Populism Watch: Immigration Propels France in World Cup, But Splits Europe
France erupted into celebration following their victory in the World Cup. The success of the multicultural soccer team offered a moment to reflect on the benefits of international migration. The win was also a fulfillment of Macron’s call for more heroes to unify the country. Amid division sowed by populists and nationalists, Macron communicated this call at the funeral of nationally exalted (and half-Belgian) singer Johnny Hallyday last year. Within France’s soccer team, 15 out of a total of 22 players came from families which had recently arrived from non-EU countries. These countries included the Democratic Republic of Congo, Cameroon, Morocco, Angola, and Algeria. The multi-faith team also included muslim players such as Paul Pogba, Ousmane Dembele, N’Golo Kante, Adil Rami, Djibril Sidibe, Benjamin Mendy and Nabil Fekir. The win was a bright spot in an otherwise turbulent time for the EU, engendered by anti-immigrant agendas.
Immigration continues to roil transatlantic politics. While the U.S. fixated on Trump’s child separation policy, the EU dealt with immigration challenges of its own. In a counter to the EU system, Interior Minister Matteo Salvini proposed a union made up of nationalist, populist, and anti-immigrant parties across Europe. He described the network as“a League of the Leagues of Europe, bringing together all the free and sovereign movements that want to defend their people and their borders.”These leaders would include France’s National Front leader Marine Le Pen, Hungarian Prime Minister Viktor Orban, Austrian Chancellor Sebastian Kurz, Nigel Farage, who lobbied for the referendum that resulted in Britain leaving the union, and others. Not to be accused of only protecting the borders, Salvini set his sights inward. Locals reported authorities had cleared out an official Roma camp, and cited concern for the future of the Roma population in Italy.
The EU summit, held June 28th-29th, focused on reducing the immigration challenges which form a prominent platform for populist parties. The summit, held June 28th-29th, focused on redistributing and lessening the flows of migrants arriving by boat to the EU’s southernmost countries. Populist and nationalist parties which run on anti-immigrant platforms include Italy’s 5Star / the League Coalition, Germany’s Christian Social Union, and France’s National Rally (previously the National Front).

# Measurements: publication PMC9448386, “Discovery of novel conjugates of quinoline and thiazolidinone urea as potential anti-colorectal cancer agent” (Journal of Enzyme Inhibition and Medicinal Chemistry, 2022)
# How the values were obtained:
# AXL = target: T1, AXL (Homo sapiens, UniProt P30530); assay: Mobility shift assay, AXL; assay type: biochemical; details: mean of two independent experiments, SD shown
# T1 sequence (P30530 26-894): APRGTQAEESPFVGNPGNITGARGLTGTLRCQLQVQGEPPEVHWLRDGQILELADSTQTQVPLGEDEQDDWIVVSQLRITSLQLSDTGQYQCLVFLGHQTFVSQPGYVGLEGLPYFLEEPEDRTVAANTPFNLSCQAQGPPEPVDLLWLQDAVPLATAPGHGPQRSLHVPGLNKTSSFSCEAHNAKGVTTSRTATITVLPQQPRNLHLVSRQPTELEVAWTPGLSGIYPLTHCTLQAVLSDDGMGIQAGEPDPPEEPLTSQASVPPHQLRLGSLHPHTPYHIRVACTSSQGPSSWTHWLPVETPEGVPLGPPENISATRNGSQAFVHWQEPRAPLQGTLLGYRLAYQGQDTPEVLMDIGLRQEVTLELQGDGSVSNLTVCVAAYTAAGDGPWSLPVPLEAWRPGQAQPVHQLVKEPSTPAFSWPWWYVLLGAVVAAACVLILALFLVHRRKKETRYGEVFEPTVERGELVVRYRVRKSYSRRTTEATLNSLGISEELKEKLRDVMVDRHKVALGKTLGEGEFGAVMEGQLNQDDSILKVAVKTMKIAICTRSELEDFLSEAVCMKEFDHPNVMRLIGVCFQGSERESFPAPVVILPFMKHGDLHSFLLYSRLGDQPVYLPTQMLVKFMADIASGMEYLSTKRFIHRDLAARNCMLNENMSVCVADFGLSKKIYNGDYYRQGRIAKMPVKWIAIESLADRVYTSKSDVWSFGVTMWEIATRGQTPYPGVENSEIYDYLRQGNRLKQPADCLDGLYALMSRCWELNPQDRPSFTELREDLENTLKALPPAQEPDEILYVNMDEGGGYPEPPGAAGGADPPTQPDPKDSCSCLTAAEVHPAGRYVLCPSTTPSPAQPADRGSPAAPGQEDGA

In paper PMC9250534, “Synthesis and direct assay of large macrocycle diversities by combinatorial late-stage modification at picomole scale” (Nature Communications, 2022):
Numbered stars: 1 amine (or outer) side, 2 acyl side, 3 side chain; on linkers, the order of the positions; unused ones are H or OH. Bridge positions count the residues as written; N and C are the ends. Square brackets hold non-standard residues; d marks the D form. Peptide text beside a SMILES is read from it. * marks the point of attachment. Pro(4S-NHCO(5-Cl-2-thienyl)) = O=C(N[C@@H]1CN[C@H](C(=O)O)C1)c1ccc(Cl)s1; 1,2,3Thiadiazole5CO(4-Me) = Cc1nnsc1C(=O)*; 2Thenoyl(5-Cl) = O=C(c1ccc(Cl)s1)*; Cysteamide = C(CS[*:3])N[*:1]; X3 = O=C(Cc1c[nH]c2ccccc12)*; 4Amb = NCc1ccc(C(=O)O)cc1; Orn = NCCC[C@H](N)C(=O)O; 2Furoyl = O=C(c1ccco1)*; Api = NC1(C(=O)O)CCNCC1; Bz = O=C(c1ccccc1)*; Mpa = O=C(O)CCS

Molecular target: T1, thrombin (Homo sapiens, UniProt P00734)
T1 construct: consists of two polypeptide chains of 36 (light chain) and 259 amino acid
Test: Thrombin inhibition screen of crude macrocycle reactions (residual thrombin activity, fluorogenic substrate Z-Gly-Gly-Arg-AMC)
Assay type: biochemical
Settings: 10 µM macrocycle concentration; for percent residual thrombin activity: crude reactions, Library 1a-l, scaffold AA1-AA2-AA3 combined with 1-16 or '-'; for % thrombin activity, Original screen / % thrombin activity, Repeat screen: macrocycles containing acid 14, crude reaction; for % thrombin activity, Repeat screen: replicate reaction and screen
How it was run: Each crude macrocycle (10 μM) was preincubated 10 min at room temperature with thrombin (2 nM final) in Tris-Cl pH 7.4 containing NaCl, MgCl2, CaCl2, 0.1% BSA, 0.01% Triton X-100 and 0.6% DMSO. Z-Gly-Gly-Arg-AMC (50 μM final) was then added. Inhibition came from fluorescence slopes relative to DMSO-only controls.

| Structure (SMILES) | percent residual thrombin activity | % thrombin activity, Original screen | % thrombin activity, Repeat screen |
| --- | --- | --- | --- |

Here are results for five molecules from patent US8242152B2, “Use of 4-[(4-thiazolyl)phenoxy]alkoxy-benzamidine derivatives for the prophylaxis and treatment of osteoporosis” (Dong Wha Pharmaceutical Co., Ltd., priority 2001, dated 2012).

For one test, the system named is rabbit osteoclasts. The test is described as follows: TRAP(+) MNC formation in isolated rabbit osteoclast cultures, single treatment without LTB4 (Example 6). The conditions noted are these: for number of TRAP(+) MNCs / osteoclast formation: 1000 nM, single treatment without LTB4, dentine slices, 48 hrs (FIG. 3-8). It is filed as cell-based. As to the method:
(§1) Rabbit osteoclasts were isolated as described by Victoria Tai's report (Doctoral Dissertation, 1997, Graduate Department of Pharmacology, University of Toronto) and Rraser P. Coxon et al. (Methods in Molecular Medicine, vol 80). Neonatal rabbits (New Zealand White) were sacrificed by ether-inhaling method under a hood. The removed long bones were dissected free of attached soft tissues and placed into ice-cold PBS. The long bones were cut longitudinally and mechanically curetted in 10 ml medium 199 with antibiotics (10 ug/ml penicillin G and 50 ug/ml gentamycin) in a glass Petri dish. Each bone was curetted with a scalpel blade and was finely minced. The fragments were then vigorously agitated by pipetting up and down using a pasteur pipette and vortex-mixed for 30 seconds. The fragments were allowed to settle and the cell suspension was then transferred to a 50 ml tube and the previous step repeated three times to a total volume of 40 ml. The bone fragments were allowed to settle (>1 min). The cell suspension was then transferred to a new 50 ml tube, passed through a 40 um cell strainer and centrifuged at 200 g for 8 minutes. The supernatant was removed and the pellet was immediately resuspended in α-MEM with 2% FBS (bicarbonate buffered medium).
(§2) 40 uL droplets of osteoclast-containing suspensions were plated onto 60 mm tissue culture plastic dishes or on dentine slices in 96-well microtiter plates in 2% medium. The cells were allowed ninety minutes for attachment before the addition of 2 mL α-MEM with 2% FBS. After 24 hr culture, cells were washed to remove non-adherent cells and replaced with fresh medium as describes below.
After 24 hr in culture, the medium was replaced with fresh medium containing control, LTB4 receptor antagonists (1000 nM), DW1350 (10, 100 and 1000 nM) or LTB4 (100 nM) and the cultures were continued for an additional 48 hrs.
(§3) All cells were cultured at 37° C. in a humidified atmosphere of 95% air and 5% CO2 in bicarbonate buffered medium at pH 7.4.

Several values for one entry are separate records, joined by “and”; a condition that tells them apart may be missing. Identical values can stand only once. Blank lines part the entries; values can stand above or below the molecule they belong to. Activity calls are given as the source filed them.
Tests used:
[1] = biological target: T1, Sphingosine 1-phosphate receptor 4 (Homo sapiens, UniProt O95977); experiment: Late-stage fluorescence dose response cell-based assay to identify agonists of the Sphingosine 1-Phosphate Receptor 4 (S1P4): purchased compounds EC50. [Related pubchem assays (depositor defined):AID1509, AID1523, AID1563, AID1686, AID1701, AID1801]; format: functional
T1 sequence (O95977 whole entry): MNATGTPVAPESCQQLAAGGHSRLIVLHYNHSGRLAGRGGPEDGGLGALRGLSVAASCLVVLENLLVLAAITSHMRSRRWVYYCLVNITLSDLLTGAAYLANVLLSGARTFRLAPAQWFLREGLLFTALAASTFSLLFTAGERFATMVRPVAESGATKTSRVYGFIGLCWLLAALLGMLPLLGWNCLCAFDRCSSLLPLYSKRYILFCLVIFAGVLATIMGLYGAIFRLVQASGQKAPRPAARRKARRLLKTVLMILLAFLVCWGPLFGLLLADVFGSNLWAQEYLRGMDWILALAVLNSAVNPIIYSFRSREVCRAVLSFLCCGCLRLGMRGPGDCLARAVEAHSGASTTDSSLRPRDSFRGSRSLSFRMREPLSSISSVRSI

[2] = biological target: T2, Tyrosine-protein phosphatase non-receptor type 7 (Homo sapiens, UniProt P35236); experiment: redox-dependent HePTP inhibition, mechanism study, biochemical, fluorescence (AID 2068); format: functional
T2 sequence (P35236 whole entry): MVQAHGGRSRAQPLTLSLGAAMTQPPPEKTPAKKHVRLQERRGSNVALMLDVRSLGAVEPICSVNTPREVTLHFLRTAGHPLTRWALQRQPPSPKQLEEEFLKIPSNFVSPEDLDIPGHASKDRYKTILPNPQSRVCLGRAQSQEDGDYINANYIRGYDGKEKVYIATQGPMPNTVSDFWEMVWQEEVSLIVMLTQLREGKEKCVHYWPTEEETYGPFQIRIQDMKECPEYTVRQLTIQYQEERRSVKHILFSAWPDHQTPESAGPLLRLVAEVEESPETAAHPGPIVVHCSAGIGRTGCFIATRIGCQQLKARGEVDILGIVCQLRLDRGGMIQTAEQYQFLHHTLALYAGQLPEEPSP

At the summit, EU leaders agreed to:
- Share the responsibility of refugees arriving in the bloc on a newly voluntary basis,
- Increase financing to Turkey, Morocco and other North African countries to prevent migration to Europe,
- Support the development of regional disembarkation platforms for people saved at sea, aimed at “rapidly and safely”distinguishing between economic migrants and asylum seekers.
EU leaders also discussed the creation of an external migration management facility to be included under the next EU long-term budget. The plan would need sign-off from the Office of the United Nations High Commissioner for Refugees, as well as the International Organization for Migration. Germany’s Chancellor Angela Merkel called specifically for alignment with all international legal standards regarding the facility. In 2016, Merkel led the creation of a similar program, in which Turkish President Recep Tayyip Erdoğanagreed to take back migrants who had reached Europe in exchange for billions in euros to cover basics for Syrian refugee in Turkey. Germany also took in some Syrian refugees. In its first year of operation, Doctors Without Borders highlighted the “devastating human consequences of this strategy on the lives and health”of those sent to Turkey. Other examples of offshore immigrant processing facilities, such as the Australian detention centers on the islands of Nauru and Manus, have been sites of human rights concerns,hunger strikes, and other challenges.
On the last day of the EU Summit, the impact of these immigration challenges on human life was made clear. The Libyan Coast Guard reported a boat filled with migrants bound for Europe had sunk. One hundred people were missing, and the bodies of three infants were recovered.